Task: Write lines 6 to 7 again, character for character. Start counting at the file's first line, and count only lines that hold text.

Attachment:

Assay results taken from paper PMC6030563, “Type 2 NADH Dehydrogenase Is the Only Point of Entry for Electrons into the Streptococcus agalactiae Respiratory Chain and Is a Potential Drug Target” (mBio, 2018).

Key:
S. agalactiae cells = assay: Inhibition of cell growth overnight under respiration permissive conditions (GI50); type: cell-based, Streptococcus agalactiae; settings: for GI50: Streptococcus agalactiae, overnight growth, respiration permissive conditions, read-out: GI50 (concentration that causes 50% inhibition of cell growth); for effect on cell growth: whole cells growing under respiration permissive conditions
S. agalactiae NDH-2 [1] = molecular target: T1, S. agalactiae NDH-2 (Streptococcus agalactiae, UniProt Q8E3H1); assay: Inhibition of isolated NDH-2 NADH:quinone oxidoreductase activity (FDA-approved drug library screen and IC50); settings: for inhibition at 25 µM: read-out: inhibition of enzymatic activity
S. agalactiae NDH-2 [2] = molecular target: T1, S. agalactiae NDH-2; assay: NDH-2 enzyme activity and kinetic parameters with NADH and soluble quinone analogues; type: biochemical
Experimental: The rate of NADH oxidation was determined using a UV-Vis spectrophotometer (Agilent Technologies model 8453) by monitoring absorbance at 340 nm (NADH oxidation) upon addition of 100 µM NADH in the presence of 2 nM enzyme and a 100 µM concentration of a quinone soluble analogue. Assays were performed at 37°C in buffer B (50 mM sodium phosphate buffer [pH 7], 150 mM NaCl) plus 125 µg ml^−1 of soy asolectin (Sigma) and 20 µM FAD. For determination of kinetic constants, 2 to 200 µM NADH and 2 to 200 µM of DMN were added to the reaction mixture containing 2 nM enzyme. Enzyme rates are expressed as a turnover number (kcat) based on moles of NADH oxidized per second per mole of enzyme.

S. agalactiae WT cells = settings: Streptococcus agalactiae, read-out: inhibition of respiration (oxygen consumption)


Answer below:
Experimental: The rate of NADH oxidation was determined using a UV-Vis spectrophotometer (Agilent Technologies model 8453) by monitoring absorbance at 340 nm (NADH oxidation) upon addition of 100 µM NADH in the presence of 2 nM enzyme and a 100 µM concentration of a quinone soluble analogue. Assays were performed at 37°C in buffer B (50 mM sodium phosphate buffer [pH 7], 150 mM NaCl) plus 125 µg ml^−1 of soy asolectin (Sigma) and 20 µM FAD. For determination of kinetic constants, 2 to 200 µM NADH and 2 to 200 µM of DMN were added to the reaction mixture containing 2 nM enzyme. Enzyme rates are expressed as a turnover number (kcat) based on moles of NADH oxidized per second per mole of enzyme.

S. agalactiae WT cells = settings: Streptococcus agalactiae, read-out: inhibition of respiration (oxygen consumption)